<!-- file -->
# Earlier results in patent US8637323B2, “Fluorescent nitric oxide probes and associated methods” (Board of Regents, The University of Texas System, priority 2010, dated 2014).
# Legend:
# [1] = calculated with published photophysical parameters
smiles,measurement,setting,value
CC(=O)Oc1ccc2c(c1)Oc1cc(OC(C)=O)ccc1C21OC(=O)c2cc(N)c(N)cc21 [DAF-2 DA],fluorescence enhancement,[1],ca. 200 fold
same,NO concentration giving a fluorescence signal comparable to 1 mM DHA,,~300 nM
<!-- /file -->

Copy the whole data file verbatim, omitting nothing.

# Earlier results in patent US8637323B2, “Fluorescent nitric oxide probes and associated methods” (Board of Regents, The University of Texas System, priority 2010, dated 2014).
# Legend:
# [1] = calculated with published photophysical parameters
smiles,measurement,setting,value
CC(=O)Oc1ccc2c(c1)Oc1cc(OC(C)=O)ccc1C21OC(=O)c2cc(N)c(N)cc21 [DAF-2 DA],fluorescence enhancement,[1],ca. 200 fold
same,NO concentration giving a fluorescence signal comparable to 1 mM DHA,,~300 nM